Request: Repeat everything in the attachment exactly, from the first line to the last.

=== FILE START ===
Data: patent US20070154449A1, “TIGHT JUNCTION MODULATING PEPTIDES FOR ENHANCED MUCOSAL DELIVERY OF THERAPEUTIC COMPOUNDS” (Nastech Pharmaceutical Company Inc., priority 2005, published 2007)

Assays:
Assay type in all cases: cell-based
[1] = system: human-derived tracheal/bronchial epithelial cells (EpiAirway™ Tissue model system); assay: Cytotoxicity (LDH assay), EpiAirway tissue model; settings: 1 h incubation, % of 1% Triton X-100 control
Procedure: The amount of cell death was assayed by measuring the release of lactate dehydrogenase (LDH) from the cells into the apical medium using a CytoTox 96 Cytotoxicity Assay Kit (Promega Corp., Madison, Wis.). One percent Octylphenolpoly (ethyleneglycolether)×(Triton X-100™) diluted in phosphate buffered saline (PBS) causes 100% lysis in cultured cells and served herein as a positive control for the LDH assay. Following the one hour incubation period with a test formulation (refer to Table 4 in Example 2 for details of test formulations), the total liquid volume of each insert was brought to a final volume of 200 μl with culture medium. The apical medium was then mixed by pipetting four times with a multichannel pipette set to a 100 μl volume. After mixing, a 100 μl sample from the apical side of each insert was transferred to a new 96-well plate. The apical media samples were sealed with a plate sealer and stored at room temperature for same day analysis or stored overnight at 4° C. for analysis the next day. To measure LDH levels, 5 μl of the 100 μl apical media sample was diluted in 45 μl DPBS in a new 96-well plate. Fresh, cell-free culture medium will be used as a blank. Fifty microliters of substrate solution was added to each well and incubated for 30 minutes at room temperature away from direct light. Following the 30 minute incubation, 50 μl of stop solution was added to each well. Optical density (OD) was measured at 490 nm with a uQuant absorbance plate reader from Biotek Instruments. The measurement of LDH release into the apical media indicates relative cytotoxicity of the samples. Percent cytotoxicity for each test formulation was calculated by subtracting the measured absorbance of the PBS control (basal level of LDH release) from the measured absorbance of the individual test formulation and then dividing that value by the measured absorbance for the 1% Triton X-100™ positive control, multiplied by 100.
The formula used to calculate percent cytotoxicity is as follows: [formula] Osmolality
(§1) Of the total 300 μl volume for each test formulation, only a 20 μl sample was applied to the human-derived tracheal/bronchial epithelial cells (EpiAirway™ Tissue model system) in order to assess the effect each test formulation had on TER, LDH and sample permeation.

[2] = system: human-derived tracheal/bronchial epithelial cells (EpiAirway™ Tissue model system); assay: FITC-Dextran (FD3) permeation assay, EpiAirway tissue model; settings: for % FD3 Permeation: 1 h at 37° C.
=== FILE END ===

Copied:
Data: patent US20070154449A1, “TIGHT JUNCTION MODULATING PEPTIDES FOR ENHANCED MUCOSAL DELIVERY OF THERAPEUTIC COMPOUNDS” (Nastech Pharmaceutical Company Inc., priority 2005, published 2007)

Assays:
Assay type in all cases: cell-based
[1] = system: human-derived tracheal/bronchial epithelial cells (EpiAirway™ Tissue model system); assay: Cytotoxicity (LDH assay), EpiAirway tissue model; settings: 1 h incubation, % of 1% Triton X-100 control
Procedure: The amount of cell death was assayed by measuring the release of lactate dehydrogenase (LDH) from the cells into the apical medium using a CytoTox 96 Cytotoxicity Assay Kit (Promega Corp., Madison, Wis.). One percent Octylphenolpoly (ethyleneglycolether)×(Triton X-100™) diluted in phosphate buffered saline (PBS) causes 100% lysis in cultured cells and served herein as a positive control for the LDH assay. Following the one hour incubation period with a test formulation (refer to Table 4 in Example 2 for details of test formulations), the total liquid volume of each insert was brought to a final volume of 200 μl with culture medium. The apical medium was then mixed by pipetting four times with a multichannel pipette set to a 100 μl volume. After mixing, a 100 μl sample from the apical side of each insert was transferred to a new 96-well plate. The apical media samples were sealed with a plate sealer and stored at room temperature for same day analysis or stored overnight at 4° C. for analysis the next day. To measure LDH levels, 5 μl of the 100 μl apical media sample was diluted in 45 μl DPBS in a new 96-well plate. Fresh, cell-free culture medium will be used as a blank. Fifty microliters of substrate solution was added to each well and incubated for 30 minutes at room temperature away from direct light. Following the 30 minute incubation, 50 μl of stop solution was added to each well. Optical density (OD) was measured at 490 nm with a uQuant absorbance plate reader from Biotek Instruments. The measurement of LDH release into the apical media indicates relative cytotoxicity of the samples. Percent cytotoxicity for each test formulation was calculated by subtracting the measured absorbance of the PBS control (basal level of LDH release) from the measured absorbance of the individual test formulation and then dividing that value by the measured absorbance for the 1% Triton X-100™ positive control, multiplied by 100.
The formula used to calculate percent cytotoxicity is as follows: [formula] Osmolality
(§1) Of the total 300 μl volume for each test formulation, only a 20 μl sample was applied to the human-derived tracheal/bronchial epithelial cells (EpiAirway™ Tissue model system) in order to assess the effect each test formulation had on TER, LDH and sample permeation.

[2] = system: human-derived tracheal/bronchial epithelial cells (EpiAirway™ Tissue model system); assay: FITC-Dextran (FD3) permeation assay, EpiAirway tissue model; settings: for % FD3 Permeation: 1 h at 37° C.